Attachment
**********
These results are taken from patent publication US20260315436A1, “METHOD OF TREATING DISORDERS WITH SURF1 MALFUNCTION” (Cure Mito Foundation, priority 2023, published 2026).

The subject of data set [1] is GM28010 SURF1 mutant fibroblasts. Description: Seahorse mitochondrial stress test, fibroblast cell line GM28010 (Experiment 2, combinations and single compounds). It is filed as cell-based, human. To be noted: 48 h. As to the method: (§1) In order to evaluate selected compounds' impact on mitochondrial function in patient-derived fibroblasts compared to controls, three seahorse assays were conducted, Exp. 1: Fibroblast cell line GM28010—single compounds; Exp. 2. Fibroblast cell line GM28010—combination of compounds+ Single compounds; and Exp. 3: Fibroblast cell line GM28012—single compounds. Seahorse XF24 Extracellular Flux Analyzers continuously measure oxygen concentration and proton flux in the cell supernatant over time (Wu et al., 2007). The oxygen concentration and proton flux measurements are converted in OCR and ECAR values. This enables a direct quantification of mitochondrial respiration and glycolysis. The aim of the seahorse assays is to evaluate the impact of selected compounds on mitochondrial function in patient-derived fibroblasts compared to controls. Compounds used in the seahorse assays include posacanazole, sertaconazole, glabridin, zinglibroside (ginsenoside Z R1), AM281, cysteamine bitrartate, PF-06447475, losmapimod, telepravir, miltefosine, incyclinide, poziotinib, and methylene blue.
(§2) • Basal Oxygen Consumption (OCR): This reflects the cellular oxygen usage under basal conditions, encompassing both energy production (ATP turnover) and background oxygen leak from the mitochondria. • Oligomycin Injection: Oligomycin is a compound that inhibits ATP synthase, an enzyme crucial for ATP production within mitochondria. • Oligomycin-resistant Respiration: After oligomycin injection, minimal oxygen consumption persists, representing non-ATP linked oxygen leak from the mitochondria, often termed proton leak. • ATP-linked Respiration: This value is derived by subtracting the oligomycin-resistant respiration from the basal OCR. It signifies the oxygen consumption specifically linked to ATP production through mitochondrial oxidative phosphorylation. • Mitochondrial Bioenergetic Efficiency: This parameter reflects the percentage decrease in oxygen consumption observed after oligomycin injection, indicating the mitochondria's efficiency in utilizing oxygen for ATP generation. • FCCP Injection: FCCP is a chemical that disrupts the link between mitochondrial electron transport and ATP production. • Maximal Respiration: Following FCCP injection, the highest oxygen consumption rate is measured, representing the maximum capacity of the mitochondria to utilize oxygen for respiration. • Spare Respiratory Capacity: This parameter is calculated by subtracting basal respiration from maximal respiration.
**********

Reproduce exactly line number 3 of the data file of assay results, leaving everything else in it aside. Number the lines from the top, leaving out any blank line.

(§2) • Basal Oxygen Consumption (OCR): This reflects the cellular oxygen usage under basal conditions, encompassing both energy production (ATP turnover) and background oxygen leak from the mitochondria. • Oligomycin Injection: Oligomycin is a compound that inhibits ATP synthase, an enzyme crucial for ATP production within mitochondria. • Oligomycin-resistant Respiration: After oligomycin injection, minimal oxygen consumption persists, representing non-ATP linked oxygen leak from the mitochondria, often termed proton leak. • ATP-linked Respiration: This value is derived by subtracting the oligomycin-resistant respiration from the basal OCR. It signifies the oxygen consumption specifically linked to ATP production through mitochondrial oxidative phosphorylation. • Mitochondrial Bioenergetic Efficiency: This parameter reflects the percentage decrease in oxygen consumption observed after oligomycin injection, indicating the mitochondria's efficiency in utilizing oxygen for ATP generation. • FCCP Injection: FCCP is a chemical that disrupts the link between mitochondrial electron transport and ATP production. • Maximal Respiration: Following FCCP injection, the highest oxygen consumption rate is measured, representing the maximum capacity of the mitochondria to utilize oxygen for respiration. • Spare Respiratory Capacity: This parameter is calculated by subtracting basal respiration from maximal respiration.